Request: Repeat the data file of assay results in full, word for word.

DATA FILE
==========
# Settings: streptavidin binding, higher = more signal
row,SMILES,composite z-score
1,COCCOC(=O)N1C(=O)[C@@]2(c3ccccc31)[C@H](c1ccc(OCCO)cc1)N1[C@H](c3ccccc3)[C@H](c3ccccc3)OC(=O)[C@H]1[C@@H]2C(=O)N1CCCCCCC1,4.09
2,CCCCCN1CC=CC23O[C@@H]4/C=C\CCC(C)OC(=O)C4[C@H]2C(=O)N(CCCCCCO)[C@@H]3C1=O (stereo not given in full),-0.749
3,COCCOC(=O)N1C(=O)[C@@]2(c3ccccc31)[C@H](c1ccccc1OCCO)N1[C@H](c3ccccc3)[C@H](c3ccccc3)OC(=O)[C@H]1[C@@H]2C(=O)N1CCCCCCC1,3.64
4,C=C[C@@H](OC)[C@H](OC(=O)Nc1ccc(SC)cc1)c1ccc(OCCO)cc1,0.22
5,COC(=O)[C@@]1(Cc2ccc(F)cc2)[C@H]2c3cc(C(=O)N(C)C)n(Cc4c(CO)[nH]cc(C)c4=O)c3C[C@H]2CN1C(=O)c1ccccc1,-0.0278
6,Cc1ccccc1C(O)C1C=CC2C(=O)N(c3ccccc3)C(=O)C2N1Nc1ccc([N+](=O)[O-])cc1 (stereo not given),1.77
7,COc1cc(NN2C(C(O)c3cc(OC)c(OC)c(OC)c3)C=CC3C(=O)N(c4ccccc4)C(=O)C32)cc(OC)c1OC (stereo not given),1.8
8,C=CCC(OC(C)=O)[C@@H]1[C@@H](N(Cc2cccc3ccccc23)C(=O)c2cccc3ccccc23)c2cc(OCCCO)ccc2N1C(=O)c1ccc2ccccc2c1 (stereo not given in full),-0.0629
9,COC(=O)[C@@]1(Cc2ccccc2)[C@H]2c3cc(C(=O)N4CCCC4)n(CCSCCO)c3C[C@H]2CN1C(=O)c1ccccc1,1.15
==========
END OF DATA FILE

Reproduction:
# Settings: streptavidin binding, higher = more signal
row,SMILES,composite z-score
1,COCCOC(=O)N1C(=O)[C@@]2(c3ccccc31)[C@H](c1ccc(OCCO)cc1)N1[C@H](c3ccccc3)[C@H](c3ccccc3)OC(=O)[C@H]1[C@@H]2C(=O)N1CCCCCCC1,4.09
2,CCCCCN1CC=CC23O[C@@H]4/C=C\CCC(C)OC(=O)C4[C@H]2C(=O)N(CCCCCCO)[C@@H]3C1=O (stereo not given in full),-0.749
3,COCCOC(=O)N1C(=O)[C@@]2(c3ccccc31)[C@H](c1ccccc1OCCO)N1[C@H](c3ccccc3)[C@H](c3ccccc3)OC(=O)[C@H]1[C@@H]2C(=O)N1CCCCCCC1,3.64
4,C=C[C@@H](OC)[C@H](OC(=O)Nc1ccc(SC)cc1)c1ccc(OCCO)cc1,0.22
5,COC(=O)[C@@]1(Cc2ccc(F)cc2)[C@H]2c3cc(C(=O)N(C)C)n(Cc4c(CO)[nH]cc(C)c4=O)c3C[C@H]2CN1C(=O)c1ccccc1,-0.0278
6,Cc1ccccc1C(O)C1C=CC2C(=O)N(c3ccccc3)C(=O)C2N1Nc1ccc([N+](=O)[O-])cc1 (stereo not given),1.77
7,COc1cc(NN2C(C(O)c3cc(OC)c(OC)c(OC)c3)C=CC3C(=O)N(c4ccccc4)C(=O)C32)cc(OC)c1OC (stereo not given),1.8
8,C=CCC(OC(C)=O)[C@@H]1[C@@H](N(Cc2cccc3ccccc23)C(=O)c2cccc3ccccc23)c2cc(OCCCO)ccc2N1C(=O)c1ccc2ccccc2c1 (stereo not given in full),-0.0629
9,COC(=O)[C@@]1(Cc2ccccc2)[C@H]2c3cc(C(=O)N4CCCC4)n(CCSCCO)c3C[C@H]2CN1C(=O)c1ccccc1,1.15